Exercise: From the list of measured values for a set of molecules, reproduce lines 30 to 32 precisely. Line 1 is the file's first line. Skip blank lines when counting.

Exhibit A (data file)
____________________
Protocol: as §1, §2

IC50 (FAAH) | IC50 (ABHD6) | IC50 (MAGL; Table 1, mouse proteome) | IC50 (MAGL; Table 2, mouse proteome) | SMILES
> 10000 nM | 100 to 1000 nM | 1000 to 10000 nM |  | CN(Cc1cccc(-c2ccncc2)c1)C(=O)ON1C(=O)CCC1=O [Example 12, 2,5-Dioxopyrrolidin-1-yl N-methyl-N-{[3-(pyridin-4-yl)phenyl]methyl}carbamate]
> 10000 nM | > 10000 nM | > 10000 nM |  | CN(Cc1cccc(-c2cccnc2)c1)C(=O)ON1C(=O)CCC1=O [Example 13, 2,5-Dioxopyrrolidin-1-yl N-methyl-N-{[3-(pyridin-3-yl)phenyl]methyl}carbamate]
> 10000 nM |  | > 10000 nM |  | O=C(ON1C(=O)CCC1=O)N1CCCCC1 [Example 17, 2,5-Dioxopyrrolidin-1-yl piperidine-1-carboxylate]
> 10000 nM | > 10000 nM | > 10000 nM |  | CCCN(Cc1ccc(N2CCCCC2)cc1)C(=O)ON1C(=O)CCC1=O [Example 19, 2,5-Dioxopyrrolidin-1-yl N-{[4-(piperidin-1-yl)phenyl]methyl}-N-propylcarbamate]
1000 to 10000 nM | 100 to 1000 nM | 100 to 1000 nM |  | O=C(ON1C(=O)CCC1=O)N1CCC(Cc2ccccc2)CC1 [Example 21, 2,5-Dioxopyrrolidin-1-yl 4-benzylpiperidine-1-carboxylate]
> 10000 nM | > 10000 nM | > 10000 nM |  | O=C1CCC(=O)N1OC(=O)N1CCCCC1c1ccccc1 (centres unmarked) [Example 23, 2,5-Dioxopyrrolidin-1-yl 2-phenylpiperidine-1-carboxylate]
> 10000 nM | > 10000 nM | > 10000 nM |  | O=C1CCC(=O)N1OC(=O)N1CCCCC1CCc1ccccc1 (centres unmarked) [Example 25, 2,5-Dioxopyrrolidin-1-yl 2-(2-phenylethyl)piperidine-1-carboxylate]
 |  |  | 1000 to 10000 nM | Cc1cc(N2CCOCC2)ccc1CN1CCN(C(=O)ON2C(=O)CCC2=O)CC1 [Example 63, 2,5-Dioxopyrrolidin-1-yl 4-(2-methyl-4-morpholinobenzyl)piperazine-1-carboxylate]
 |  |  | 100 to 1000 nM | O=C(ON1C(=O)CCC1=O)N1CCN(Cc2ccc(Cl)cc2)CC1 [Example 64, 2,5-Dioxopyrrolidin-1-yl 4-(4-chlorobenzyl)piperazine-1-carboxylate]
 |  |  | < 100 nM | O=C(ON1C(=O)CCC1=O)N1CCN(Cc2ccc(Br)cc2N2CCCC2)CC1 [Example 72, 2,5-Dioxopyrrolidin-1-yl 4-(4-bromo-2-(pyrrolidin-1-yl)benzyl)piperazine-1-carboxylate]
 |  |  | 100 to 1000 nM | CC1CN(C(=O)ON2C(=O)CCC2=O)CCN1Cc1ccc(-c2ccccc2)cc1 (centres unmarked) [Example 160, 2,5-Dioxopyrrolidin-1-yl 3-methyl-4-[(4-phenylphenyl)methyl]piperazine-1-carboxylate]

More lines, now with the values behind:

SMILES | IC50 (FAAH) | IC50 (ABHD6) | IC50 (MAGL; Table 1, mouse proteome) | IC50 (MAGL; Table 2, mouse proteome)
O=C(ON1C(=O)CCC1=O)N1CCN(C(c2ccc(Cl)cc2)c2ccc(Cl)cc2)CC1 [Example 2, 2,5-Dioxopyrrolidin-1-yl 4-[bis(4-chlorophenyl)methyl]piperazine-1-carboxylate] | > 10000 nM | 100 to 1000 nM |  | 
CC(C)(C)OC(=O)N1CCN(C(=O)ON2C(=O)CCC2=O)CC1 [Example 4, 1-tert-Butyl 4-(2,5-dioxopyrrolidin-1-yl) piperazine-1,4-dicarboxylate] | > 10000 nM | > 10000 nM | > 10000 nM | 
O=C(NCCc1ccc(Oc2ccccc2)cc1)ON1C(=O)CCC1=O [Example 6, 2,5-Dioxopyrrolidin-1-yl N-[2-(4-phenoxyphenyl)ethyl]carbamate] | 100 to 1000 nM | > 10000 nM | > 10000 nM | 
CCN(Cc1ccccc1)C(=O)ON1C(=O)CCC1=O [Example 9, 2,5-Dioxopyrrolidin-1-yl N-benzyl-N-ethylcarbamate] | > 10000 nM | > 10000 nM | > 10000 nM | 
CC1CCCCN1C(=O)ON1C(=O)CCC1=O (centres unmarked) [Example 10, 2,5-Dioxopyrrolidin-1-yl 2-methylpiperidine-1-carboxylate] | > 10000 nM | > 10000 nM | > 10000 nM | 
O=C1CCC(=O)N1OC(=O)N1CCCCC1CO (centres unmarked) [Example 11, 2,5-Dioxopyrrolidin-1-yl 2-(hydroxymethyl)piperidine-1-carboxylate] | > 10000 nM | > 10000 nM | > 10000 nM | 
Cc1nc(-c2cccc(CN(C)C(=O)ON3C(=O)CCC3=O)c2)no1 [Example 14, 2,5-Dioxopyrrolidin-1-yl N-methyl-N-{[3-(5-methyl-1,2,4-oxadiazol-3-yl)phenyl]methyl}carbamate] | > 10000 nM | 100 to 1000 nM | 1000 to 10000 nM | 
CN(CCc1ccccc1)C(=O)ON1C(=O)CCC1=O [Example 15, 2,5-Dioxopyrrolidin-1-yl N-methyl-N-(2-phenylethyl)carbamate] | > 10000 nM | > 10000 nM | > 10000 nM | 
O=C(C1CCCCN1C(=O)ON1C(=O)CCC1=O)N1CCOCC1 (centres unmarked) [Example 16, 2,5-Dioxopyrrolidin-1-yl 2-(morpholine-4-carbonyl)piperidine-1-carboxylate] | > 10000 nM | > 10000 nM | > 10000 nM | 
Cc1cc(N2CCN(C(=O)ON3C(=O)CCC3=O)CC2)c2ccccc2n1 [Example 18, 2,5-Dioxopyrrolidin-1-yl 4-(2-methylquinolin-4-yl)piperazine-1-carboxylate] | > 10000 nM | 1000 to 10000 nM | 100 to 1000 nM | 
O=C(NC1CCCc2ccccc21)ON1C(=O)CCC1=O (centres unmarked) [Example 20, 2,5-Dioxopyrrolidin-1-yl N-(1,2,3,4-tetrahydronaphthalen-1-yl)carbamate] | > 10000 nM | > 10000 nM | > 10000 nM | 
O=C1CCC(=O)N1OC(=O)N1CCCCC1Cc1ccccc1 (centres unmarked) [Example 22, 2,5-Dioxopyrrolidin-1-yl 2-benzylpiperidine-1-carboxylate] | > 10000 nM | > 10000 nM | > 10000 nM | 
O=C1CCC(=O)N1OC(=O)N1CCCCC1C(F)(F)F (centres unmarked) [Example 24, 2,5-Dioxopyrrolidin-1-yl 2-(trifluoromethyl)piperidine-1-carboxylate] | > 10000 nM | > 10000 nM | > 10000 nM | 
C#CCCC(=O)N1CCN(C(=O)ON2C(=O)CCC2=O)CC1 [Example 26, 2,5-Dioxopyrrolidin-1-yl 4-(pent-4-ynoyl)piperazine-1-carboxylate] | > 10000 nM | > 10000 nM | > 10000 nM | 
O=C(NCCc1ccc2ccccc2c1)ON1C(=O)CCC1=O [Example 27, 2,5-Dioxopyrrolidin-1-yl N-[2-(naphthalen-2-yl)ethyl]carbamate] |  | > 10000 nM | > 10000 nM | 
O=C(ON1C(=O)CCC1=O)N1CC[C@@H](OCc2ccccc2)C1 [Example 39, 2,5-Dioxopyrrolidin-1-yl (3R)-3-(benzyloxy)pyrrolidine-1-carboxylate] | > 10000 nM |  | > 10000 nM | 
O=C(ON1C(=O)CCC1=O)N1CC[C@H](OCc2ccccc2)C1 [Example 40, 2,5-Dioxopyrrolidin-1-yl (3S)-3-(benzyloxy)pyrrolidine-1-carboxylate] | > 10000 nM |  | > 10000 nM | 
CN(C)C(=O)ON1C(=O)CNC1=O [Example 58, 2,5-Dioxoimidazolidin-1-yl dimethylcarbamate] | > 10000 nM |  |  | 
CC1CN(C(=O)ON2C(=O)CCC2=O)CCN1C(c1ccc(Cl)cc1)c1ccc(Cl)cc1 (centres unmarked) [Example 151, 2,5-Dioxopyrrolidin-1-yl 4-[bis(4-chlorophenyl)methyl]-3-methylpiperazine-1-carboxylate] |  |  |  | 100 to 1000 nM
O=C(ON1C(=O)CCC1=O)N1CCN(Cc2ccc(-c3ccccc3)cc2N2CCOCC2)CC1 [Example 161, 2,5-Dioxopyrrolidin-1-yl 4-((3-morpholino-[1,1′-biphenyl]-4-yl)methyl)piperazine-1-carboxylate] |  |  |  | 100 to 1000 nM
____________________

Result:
O=C(NCCc1ccc2ccccc2c1)ON1C(=O)CCC1=O [Example 27, 2,5-Dioxopyrrolidin-1-yl N-[2-(naphthalen-2-yl)ethyl]carbamate] |  | > 10000 nM | > 10000 nM | 
O=C(ON1C(=O)CCC1=O)N1CC[C@@H](OCc2ccccc2)C1 [Example 39, 2,5-Dioxopyrrolidin-1-yl (3R)-3-(benzyloxy)pyrrolidine-1-carboxylate] | > 10000 nM |  | > 10000 nM | 
O=C(ON1C(=O)CCC1=O)N1CC[C@H](OCc2ccccc2)C1 [Example 40, 2,5-Dioxopyrrolidin-1-yl (3S)-3-(benzyloxy)pyrrolidine-1-carboxylate] | > 10000 nM |  | > 10000 nM | 